Regarding Weber’s application for exemption, Lieut.-Col. Macdonald said Weber’s record as a soldier was unbroken under the M.S.A. regulations.

‘Therefore it appears by the M.S.A. that the accused was a duly enlisted solider subject to military law.’

Read Full Post »

“Father Bought Farm To Let Son Evade Act,” Toronto Star. January 15, 1919. Page 05.

Reeve’s Son Was Draftee, But He Was Not Anxious to Fight.


Bruce County Man Faces General Court-Martial at the Armories.

Joseph Weber, father of the prisoner, was recalled at the resumption of the court-martial yesterday afternoon, of Elmer J. Weber, charged with desertion after being ordered to report.

‘Do you recollect a notice being sent to your son to report for duty?’ asked Lt.-Col. Biggs, a member of the court.

‘Yes. It was expected. It did not cause any excitement,’ said Mr. Weber.

‘Were you at home when he left?’

‘Yes. There was no reference made as to his journey.’

‘Did you ever encourage your two boys to enlist during the long period of war?’ asked Lt.-Col. Butcher.

‘I did not want them enlist, but I did not say one way or another.’

‘Isn’t that the reason you bought the farm?’

‘Yes – so they wouldn’t have to enlist.’

‘Did you do anything for your son to evade the act?’


Didn’t Want Sons to Enlist
‘Don’t you think, like every loyal and patriotic citizen, you should have seen that one of our sons enlisted?’ asked Lieut.-Col. Butcher, president of the court. 

‘I did not persuade him to enlist,’ stated Mr. Weber.

‘Were your sympathies against your sons aiding in the cause?’

‘The stand I took I did not persuade them to enlist or not to enlist.’

‘Where were you born?’

‘In Bruce County.’

‘We are not trying Mr. Weber, senior,’ broke in Mr. O’Connell, counsel for prisoner.

‘That’s right; I am not being tried,’ said Mr. Weber.

‘Despite all the efforts you made to prevent him from enlisting, such as buying the farm, you say your intentions were not opposed to the boy enlisting?’ asked Lieut.-Col. Macdonald.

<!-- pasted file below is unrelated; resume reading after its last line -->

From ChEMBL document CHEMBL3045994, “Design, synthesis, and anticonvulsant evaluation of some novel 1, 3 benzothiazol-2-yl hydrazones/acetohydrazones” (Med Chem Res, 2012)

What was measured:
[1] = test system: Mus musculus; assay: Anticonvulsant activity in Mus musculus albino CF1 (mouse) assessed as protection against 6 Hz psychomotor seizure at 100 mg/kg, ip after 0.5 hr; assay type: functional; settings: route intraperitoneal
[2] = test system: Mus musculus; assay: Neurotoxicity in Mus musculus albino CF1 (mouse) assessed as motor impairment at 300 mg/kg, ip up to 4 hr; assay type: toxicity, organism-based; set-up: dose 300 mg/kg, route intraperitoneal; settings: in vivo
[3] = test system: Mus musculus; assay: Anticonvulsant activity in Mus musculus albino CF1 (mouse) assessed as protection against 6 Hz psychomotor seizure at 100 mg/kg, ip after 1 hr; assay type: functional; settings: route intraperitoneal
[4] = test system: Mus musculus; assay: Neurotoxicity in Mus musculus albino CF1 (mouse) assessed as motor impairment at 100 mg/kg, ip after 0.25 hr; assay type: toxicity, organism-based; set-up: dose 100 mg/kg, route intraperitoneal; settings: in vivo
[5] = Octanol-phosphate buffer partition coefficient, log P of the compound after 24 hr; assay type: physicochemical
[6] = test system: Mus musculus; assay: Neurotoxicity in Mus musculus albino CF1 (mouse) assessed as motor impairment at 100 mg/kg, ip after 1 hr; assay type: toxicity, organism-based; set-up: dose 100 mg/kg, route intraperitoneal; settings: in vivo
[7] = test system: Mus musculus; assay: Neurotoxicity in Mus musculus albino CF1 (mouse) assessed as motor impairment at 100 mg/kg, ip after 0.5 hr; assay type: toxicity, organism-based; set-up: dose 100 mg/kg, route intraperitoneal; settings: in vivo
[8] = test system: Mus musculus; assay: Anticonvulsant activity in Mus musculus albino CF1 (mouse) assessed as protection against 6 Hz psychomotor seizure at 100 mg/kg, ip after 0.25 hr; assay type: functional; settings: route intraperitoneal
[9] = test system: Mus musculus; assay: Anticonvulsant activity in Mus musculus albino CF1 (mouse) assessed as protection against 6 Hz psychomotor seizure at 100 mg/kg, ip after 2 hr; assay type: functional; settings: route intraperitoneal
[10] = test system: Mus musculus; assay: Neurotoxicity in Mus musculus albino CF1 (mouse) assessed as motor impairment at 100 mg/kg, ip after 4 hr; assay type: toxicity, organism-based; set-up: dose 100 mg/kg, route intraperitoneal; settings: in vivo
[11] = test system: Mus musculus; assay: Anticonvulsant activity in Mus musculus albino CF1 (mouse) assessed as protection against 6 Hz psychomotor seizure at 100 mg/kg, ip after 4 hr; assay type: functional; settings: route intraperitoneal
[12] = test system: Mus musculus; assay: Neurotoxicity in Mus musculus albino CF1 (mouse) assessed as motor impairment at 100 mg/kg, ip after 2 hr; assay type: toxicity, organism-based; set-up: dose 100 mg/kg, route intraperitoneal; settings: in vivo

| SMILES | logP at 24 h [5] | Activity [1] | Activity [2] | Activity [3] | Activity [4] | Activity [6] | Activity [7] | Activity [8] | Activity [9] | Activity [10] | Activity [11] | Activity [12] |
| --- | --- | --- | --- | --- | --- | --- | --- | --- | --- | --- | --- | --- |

‘I did not do anything to prevent him,’ stated Mr. Weber.

Arthur Mutton, of Mitchell, Ont., salesman for the Maxwell Limited, agricultural implements, of St. Marys, Ont. In his visits to Weber’s store, Mr. Mutton said the language among the customers was generally carried on in German.

Were Talking German
‘Was there anything else said?’ ‘I don’t know, they were mostly talking in German.’

‘How is it that you came to contain this in your mind ever since?’ ‘It was implanted there – I could not forget i. I reported it to the authorities,’ said Mr. Mutton.

Mr. Mutton stated he believed that the Weber family enjoyed a respectable reputation at Neustadt.

‘Do you know what official position the father occupied in the village?’

‘Reeve, I believe,’ stated Mr. Mutton.

‘When did you learn they were Germans?’ – ‘The first time I met them.’

Wrote Letter to Firms
In a letter to Maxwells, Limited, Mr. Joseph Weber said in part: ‘All I ask of you is to state that Elmer Weber and Wilfred Weber’s present occupation in taking care of the farmer’s requirements is indispensable, and that you d not make this statement for personal gain, but knowing their need and ability you feel confident that their service in present occupation is of more benefit to the country than serving in uniform for the country’s cause, and trusting you will see your way clear to do me this personal favor. P.S. – You can ship me a 2 1-4 horse-power engine at once, providing you will assist me in obtaining this business; if not, you need not send same at all.’

Wm. I. Newmarsh, traveler for the Canada Cement Co, of Toronto, stated that Mr. Joseph Weber, in the presence of Elmer Weber, the prisoner, said that in October, 1917, just after the M.S.A. became law. ‘I would like to see who would come to take my sons; he would shoot the _____. He said his two sons would not register under the Military Service Act.’

‘I met Mr. Weber and his son in the store; others were present, and they were talking in the German language.’